“Every registered user has to answer around 100 questions and after that they will receive a personality report,” says Sugiono. “Pingkan designed the questions based on five filters: demography, preference, personality, match and socio-economics.
Our system does the matching process based on the answers. This psychology approach eliminates sleazy people and scammers. We provide healthy relationships for everyone. That’s why most of our users are the ones who are looking for a serious relationship. We don’t consider Setipe to be just a dating site. It’s more than that, it’s an online matchmaking service.”
Setipe claims to have more than 600,000 users and 5 million matches, and to have married off more than 130 couples. “This is one of our proudest and most rewarding achievements,” says Sugiono.
Although its track record is excellent for a start-up, Setipe hasn’t been monetised yet. “We are still focused on increasing the number of users,” says Sugiono. “The site is not yet profitable, but we are optimistic that it will grow into a great business someday. I can say this because traditional matchmaking has been around for years and is very profitable. So far, we see three options to make profits: through paid subscriptions, selling premium features and advertising. But we haven’t finalised anything yet in terms of our business model.”
Sugiono might have co-founded a successful digital matchmaking business, but when Prestige asks if he has ever used dated online himself he laughs. “I’ve been with Titi (actress and model Titi Kamal, whom he married in 2009) for years,” says the father of three-year-old son Arjuna Zayan Sugiono.
“I did try some sites, but only to learn how they work – the flow and the content. But if I were single, I would definitely try it, because it’s fun. You can meet a lot of new people from different backgrounds. It doesn’t have to be just dating, but to find new friends as well. Isn’t it amazing how technology can bring you closer to someone who’s living far away and that person is matched to your personality?
The interesting thing that I found with doing the Setipe project is that there are a lot of twenty-somethings who are doing ‘quick moves’. Most of our users who fall in love decide to get married within less than six months. Well, that’s what we wanted in the first place – a serious relationship!”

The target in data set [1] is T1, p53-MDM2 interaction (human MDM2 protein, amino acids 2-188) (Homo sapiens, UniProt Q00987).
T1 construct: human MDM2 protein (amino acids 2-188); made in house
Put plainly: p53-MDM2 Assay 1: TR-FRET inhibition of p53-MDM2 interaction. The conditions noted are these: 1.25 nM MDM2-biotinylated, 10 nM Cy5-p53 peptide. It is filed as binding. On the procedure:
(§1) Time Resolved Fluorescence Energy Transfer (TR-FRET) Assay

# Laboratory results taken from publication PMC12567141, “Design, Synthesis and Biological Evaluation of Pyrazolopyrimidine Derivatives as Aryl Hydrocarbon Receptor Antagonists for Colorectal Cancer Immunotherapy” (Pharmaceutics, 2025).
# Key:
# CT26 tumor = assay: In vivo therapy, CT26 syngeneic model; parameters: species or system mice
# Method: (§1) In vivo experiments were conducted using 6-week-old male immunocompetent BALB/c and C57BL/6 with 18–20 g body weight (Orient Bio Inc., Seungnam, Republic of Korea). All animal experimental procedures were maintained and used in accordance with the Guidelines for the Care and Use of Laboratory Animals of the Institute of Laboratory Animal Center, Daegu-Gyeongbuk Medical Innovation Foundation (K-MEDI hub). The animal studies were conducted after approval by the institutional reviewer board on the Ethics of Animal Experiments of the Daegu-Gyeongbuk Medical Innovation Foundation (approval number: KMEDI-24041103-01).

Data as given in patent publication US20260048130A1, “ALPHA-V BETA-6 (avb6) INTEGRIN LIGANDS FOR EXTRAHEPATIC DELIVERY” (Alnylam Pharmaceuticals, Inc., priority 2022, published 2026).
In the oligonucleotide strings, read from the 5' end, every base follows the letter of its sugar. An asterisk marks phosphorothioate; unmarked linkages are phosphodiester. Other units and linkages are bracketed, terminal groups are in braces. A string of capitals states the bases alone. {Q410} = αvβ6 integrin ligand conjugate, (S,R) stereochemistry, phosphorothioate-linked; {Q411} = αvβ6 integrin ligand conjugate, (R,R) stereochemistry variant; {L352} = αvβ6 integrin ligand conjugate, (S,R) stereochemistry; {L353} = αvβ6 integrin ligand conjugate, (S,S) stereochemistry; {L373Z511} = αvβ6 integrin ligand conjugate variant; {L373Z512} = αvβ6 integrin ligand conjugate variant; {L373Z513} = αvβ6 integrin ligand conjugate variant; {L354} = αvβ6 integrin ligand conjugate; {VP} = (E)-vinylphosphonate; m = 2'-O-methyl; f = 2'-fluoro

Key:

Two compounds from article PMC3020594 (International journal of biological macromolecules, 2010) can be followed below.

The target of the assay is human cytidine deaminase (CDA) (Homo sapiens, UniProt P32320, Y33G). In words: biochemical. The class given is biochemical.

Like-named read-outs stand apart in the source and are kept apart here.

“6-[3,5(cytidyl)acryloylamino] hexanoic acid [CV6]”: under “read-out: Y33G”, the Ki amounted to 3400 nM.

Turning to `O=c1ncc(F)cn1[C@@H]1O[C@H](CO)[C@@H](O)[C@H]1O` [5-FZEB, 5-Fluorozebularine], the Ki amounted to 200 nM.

How did Sugiono meet his wife? “I saw her photo in a magazine and I asked a friend to help meet us up,” he laughs. “At that time, Titi was a model in teenage magazines and one magazine had an event at my high school. The event was watching movies together in a theatre. My friend set me up to sit beside Titi. It was some kind of blind date, I guess. I still remember the programme. It was Never Been Kissed, followed by The Matrix. A month after that we became a couple, and five months later I went to college in Germany. We had a long-distance relationship for a couple of years. Although there were ups and downs, we finally got married in 2009.”
Referring to Sugiono’s love story – married to his high-school sweetheart and then living happily ever after – it seems the “instant couple” idea isn’t his cup of tea. “Indeed, love is digital nowadays, but it still needs a process to build,” he says. “Although our algorithm says you are matched 100 percent to someone, if you don’t make any effort to build the relationship then it won’t work. I don’t believe in love at first sight. Love should make you do crazy things. It should make you do something that you wouldn’t normally do. As for Setipe, what’s most intriguing for me is the way technology can enhance people’s lives, even in intangible areas like relationships.” Isn’t online dating too “easy” a way to find a partner, thereby somehow reducing the value of a “real” relationship? “No, it’s not,” says Sugiono.
“We only digitalise the meeting process and create a short cut to finding a potential partner. When the matched couple finally meet, it’s still person-to-person. They have to work it out and make some effort. Love can be digital, but that doesn’t mean it’s effortless.”